Case Law Details

Case Name : Ruia Cotex Ltd., & Anr. Vs Director General of Foreign Trade & Ors. (Calcutta High Court)
Appeal Number : W. P. No. 1466 of 2004
Date of Judgement/Order : 25/08/2009
Related Assessment Year :
Courts : All High Courts (4168) Calcutta High Court (161)

EPCG-Before the aforesaid company availed of the benefit of 10% duty of customs scheme in April 1999, the government had introduced a 0% duty of customs scheme with effect from April 1, 1999. The benefit of the above scheme was made available for the period from April 1, 1999 to March 31, 2000. But no notification was issued to that effect in exercise of powers conferred by sub-section (1) of Section 25 of the Customs Act, 1962.

Because the above notification was introduced for the purpose of substitution of earlier notifications. The word substitution would connote that the Central Government intended to give benefit of 0% duty of customs under. EPCG Scheme from the date of introduction of the policy of the Central Government.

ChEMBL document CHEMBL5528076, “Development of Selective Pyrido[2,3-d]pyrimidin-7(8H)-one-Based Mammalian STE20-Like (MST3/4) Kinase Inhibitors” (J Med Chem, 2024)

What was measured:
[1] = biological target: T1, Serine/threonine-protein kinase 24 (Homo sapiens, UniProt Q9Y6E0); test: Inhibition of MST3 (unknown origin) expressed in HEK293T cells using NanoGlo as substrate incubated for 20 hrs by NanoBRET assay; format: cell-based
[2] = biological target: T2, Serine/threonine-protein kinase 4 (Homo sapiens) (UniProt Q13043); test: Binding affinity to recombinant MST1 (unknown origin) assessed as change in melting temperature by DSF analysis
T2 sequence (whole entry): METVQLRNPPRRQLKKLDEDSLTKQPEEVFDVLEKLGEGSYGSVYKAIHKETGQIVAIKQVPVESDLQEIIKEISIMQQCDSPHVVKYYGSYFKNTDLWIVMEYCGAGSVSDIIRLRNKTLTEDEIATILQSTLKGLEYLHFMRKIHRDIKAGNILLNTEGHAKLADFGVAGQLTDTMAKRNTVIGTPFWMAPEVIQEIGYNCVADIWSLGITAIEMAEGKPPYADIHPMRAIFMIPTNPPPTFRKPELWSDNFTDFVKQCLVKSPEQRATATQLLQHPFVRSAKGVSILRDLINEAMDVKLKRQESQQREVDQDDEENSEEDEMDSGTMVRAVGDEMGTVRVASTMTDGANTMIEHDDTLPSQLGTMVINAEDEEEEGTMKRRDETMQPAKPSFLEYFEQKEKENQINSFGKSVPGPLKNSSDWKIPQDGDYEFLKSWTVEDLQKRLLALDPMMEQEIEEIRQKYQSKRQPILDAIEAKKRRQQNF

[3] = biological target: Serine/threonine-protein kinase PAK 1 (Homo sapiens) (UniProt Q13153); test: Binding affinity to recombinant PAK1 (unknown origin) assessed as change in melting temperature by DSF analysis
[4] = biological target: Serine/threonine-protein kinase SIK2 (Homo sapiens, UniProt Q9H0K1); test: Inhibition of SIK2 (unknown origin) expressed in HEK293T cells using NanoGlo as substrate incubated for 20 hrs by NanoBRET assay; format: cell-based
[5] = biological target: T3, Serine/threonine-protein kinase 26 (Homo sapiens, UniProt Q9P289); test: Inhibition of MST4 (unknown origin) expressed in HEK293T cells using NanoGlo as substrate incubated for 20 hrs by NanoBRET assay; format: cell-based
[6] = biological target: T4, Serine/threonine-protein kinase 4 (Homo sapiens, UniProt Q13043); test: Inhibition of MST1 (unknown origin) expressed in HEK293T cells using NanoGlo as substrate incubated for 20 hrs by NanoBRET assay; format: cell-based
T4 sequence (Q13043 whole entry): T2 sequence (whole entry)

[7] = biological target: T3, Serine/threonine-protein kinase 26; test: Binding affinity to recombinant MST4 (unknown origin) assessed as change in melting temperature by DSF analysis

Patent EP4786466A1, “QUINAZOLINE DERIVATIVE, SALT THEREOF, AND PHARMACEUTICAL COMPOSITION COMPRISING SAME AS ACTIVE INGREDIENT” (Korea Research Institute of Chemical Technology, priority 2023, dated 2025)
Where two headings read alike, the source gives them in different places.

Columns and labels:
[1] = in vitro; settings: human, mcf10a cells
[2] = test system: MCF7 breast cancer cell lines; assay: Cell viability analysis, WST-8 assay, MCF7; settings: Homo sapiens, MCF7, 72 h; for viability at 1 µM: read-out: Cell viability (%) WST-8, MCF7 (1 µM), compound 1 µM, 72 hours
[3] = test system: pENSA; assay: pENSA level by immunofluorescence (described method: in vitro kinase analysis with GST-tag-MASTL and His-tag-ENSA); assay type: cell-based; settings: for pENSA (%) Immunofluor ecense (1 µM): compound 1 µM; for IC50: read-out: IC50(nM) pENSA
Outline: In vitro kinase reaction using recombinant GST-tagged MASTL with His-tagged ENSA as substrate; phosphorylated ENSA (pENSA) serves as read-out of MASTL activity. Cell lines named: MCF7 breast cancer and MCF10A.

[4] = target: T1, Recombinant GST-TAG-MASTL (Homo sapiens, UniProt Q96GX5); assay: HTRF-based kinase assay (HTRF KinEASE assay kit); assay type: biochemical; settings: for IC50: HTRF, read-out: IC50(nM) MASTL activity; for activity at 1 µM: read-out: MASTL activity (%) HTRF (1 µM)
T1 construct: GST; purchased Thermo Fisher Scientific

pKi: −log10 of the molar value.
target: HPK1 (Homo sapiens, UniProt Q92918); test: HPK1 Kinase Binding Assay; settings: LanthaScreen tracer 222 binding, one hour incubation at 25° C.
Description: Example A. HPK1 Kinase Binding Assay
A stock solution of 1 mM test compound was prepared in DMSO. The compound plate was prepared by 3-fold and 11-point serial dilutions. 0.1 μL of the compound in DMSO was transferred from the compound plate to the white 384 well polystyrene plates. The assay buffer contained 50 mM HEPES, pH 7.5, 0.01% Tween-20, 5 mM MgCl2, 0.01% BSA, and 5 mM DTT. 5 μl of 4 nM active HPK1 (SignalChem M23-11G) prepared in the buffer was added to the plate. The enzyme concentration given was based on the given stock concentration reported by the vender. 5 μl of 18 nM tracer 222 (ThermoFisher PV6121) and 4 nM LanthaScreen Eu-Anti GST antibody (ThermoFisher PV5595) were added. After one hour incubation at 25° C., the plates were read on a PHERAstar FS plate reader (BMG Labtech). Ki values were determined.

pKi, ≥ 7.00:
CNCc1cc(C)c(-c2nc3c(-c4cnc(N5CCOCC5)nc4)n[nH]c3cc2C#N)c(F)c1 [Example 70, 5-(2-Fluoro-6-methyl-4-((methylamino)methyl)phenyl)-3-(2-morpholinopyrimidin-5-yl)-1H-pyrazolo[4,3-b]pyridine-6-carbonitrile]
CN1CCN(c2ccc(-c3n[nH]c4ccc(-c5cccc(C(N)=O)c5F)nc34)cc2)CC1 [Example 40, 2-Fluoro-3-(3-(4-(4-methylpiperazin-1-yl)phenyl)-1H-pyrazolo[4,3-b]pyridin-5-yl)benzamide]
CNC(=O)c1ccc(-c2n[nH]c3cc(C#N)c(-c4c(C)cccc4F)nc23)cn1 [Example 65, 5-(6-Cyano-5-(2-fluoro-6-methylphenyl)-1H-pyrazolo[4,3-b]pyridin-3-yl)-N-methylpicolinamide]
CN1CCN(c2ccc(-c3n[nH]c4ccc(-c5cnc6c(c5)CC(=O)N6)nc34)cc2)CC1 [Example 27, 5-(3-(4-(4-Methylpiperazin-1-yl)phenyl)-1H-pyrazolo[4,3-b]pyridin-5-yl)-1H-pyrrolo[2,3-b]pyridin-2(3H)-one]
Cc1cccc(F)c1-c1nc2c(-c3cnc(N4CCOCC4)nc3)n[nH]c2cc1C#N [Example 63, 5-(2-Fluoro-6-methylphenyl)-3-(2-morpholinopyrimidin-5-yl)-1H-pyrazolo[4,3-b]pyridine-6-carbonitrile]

The impugned order dated July 30, 2003 stands quashed and set aside. The respondents are directed to give the benefit of 0% duty of customs under EPCG Scheme to the petitioner company in respect of the import of textile machineries.

IN THE HIGH COURT AT CALCUTTA

Constitutional Writ Jurisdiction

Original Side

W. P. No. 1466 of 2004

Ruia Cotex Ltd., & Anr.,

Versus

Director General of Foreign Trade & Ors.,

For Petitioner : Mr. Bhaskar Sen, Sr. Adv., Mr. Shyamal Sarkar, Mr. Deepak Jain,
For the Respondent : Mr. Malay Kr. Singh.

CORAM:  Hon’ble Justice Debasish Kar Gupta

Date of Judgment: 25-08-2009.

J  U   D   G   M   E   N   T

This writ application is filed assailing the order dated July 30, 2003 passed by the respondent no.4 rejecting the representation of the petitioner company with regard to the benefit of exemption of “Textile Machinery” imported by it under license No.0.2500213 dated August 10, 1999 from whole of the duty of Customs Leviable thereon.